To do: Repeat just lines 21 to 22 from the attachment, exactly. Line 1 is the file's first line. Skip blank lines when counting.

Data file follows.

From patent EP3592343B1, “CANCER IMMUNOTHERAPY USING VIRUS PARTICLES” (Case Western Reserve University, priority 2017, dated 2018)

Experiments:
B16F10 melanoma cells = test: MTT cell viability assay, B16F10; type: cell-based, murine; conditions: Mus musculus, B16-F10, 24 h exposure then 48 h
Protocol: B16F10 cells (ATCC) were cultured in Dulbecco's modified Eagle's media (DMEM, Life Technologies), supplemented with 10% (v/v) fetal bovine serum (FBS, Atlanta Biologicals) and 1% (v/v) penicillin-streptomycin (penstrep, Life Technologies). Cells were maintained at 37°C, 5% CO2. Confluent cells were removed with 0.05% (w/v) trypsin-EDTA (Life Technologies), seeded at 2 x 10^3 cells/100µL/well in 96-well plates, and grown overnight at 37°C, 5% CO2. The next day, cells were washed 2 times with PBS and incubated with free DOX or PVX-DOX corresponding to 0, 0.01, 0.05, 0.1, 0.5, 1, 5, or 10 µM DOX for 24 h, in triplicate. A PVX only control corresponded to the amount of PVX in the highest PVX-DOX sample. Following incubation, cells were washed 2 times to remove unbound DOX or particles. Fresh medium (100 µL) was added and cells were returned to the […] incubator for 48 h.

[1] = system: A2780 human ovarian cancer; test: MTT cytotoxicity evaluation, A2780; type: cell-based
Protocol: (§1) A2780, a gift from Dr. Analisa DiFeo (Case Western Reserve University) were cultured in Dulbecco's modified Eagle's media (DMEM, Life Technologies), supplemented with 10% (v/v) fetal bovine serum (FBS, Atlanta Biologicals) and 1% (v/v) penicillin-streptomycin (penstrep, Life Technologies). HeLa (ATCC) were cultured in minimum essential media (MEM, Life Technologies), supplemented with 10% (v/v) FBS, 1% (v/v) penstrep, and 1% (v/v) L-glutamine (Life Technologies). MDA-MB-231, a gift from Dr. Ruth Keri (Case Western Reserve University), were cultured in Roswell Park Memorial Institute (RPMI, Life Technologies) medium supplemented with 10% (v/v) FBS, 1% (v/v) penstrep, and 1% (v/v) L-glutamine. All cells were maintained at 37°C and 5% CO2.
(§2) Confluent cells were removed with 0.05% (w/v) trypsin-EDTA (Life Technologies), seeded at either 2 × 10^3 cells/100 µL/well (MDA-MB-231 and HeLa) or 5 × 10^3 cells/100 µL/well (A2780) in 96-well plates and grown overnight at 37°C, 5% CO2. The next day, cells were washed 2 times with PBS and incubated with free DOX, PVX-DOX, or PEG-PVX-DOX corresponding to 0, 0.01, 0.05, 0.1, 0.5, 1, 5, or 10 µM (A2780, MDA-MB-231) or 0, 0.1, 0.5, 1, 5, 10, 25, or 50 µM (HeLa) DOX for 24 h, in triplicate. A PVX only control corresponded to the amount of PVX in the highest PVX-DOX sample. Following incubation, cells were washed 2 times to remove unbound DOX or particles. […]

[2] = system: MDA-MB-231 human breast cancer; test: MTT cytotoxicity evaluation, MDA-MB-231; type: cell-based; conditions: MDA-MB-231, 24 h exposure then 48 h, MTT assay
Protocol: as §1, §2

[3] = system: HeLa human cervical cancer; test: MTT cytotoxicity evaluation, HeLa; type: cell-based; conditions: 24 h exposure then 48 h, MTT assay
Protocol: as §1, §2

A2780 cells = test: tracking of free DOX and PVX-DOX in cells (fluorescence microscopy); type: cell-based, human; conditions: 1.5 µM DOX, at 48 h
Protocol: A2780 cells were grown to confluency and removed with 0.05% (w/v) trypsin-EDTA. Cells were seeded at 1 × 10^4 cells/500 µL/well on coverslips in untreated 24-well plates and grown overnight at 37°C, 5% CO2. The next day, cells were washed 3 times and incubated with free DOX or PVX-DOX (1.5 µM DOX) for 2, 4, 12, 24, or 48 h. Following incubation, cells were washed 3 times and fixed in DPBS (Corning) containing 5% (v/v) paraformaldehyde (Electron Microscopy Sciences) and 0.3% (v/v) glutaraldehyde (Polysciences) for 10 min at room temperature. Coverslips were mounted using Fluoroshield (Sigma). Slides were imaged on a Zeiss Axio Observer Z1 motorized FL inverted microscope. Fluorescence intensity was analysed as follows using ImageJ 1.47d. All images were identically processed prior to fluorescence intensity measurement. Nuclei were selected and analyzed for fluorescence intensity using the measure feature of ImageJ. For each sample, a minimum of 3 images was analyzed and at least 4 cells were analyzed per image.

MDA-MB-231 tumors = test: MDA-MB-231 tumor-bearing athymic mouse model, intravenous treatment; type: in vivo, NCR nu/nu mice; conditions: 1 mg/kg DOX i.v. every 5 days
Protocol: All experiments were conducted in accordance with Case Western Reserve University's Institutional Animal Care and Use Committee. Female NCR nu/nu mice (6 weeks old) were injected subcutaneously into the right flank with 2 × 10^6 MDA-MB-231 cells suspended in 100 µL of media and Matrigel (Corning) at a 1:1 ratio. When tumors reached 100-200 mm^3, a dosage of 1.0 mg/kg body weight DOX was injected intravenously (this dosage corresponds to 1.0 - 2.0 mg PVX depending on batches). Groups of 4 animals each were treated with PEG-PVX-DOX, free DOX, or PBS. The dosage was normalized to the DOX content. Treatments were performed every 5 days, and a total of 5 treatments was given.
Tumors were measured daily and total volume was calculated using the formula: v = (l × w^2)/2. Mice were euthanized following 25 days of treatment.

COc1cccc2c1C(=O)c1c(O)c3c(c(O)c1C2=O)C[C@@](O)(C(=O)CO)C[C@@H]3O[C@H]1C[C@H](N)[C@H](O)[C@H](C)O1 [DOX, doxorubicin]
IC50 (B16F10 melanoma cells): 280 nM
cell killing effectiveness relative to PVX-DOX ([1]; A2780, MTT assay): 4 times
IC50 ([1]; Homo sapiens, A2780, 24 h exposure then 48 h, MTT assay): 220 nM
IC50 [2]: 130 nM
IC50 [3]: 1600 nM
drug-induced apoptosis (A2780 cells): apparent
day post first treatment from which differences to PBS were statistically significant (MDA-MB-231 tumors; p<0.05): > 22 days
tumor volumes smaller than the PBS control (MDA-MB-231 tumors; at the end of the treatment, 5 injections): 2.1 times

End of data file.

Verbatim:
IC50 [2]: 130 nM
IC50 [3]: 1600 nM